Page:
Monday, February 18, 2019

Japan Travel: Kyoto: Fushimi Inari Shine

Famous for the thousands of torri gates, Fushimi Inari Shrine (伏見稲荷大社) is one of the most popular attractions in Kyoto (Japan).

From Osaka, we took Osaka Metro, and then transferred to Keihan Railway to Fushimi Inari Station. If you are taking Japan Rail, then the station is Inari Station. Both stations are just a few minutes walk to Fushimi Inari Shrine.

When we alighted at Keihan Railway Fushimi Inari Station, we actually took almost one hour before we entered Fushimi Inari Shrine! Why? It was because we were distracted by the food street leading to the shrine!

Grilled or steamed sweet corns, crab meat stick, dango, tofu, dorayaki and so on, most of them cost around 400 to 500 yen, not cheap though.

Our favourite street food was the tofu which was covered by bonito flakes. The thoughtful stall owner cut the tofu into smaller cubes as he saw our children.

We also bought a packet of chestnuts that cost 1000 yen, quite expensive, but they were delicious. There was a stall selling beef skewer, I bought one stick and totally regretted spending my money on the tough meat.

Finally, we reached Fushimi Inari Shrine after squeezing through the food street.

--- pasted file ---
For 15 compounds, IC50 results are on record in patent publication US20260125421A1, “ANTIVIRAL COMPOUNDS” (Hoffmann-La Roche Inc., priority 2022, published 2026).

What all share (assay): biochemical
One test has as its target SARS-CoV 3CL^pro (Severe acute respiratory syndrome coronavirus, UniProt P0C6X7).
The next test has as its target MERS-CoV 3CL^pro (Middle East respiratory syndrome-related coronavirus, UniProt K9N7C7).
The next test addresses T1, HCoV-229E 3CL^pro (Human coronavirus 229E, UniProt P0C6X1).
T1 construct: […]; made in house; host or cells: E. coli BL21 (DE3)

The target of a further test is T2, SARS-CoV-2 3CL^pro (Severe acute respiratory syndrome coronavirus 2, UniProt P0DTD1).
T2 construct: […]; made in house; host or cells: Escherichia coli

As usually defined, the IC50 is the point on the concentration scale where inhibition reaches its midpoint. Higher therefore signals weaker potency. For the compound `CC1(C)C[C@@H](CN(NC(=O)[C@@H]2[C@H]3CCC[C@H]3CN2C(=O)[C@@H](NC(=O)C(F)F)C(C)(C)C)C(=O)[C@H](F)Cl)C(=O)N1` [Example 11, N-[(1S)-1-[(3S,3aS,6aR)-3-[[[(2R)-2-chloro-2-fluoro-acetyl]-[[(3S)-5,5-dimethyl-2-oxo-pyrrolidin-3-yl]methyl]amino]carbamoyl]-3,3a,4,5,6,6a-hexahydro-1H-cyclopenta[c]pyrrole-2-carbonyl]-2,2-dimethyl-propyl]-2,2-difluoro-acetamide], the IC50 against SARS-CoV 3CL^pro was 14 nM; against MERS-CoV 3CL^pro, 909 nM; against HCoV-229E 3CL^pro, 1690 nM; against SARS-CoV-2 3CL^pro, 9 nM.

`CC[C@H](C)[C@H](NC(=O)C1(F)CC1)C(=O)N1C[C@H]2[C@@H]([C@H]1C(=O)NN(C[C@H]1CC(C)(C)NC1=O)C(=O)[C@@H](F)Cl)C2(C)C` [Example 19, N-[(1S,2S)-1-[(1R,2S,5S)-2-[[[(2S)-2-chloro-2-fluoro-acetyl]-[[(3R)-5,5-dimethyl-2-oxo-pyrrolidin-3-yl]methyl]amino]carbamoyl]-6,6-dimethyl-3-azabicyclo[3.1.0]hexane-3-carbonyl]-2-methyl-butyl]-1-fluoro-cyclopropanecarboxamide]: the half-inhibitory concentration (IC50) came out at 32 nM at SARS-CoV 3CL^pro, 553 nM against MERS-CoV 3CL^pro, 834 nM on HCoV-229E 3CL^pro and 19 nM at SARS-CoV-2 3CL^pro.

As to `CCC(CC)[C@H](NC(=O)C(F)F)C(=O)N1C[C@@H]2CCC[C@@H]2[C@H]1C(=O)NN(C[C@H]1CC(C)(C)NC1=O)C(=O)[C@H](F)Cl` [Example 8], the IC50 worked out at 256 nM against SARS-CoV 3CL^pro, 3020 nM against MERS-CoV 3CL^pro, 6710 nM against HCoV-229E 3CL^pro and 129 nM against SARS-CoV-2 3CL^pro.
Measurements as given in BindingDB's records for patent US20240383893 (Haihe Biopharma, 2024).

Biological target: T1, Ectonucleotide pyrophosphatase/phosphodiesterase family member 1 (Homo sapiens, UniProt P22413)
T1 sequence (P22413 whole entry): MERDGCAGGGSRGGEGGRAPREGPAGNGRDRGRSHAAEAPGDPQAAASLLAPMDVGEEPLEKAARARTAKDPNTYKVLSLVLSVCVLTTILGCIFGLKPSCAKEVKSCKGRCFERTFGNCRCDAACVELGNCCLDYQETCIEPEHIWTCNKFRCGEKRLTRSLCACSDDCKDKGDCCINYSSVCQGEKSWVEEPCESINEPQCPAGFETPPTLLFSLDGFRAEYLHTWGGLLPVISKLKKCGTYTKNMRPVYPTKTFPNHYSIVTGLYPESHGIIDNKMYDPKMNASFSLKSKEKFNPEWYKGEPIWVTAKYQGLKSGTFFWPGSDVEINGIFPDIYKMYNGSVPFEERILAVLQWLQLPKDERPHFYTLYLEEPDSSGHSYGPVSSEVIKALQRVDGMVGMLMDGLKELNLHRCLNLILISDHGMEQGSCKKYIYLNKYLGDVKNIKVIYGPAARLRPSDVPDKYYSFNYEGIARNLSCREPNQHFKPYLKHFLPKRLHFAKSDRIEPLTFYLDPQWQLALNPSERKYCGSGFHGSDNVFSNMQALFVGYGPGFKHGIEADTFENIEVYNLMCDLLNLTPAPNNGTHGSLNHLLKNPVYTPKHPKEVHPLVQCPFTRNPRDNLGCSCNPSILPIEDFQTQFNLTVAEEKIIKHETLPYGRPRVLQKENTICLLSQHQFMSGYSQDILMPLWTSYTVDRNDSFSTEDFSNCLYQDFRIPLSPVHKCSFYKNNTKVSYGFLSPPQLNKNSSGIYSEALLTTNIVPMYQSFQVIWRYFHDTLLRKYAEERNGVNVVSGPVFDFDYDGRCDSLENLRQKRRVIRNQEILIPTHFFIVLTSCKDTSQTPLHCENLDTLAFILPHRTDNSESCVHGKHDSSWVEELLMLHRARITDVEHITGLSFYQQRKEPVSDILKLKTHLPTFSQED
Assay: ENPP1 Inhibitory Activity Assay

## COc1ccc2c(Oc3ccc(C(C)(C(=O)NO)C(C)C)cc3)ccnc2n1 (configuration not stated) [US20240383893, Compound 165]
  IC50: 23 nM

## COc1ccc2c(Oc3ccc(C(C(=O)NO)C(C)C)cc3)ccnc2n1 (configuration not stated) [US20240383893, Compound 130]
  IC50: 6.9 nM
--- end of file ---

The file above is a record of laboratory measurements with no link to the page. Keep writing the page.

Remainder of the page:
Foxes are thought to be the messengers of the god of agriculture and business. Other than statues in the shrines, we also saw many fox-related souvenirs in the nearby shops, as well as on dorayaki!

Well, this photo was taken with great patience! Please forget about taking such photo when you are going up the slope at the lower part of the trail, it was simply too crowded! To take photos among the torri gates, either you visit there early in the morning, or when you are going down the slope. Look out for the bends for the better photo spots without too many photo bombs!

The hike to get to the peak of the hill can take about 2 hours, but as our children could not withstand the cold weather, so we didn't manage to climb very high up.

There is a small shrine called Higashimaru Shrine within the premise for people to pray for academic success. Beautiful paper cranes were spotted inside this shrine! 

We walked back to the food street for second round of gourmet adventure. Then we saw an eatery Nezameya (祢ざめ家), the chef was grilling unagi (eel) outside the eatery. However, we saw a sign that each person must order food, we had to give it a miss as we were too full to have an unagi bowl each.

Finally we settled down at its neighbour Omiya (近江家). The eatery was quite small, and the food was simple. And don't expect good customer service as the eatery seemed to be quite short-handed.

After lunch, we took Japan Rail from Inari Station to Kyoto Station, where we transferred to another train to Arashiyama.

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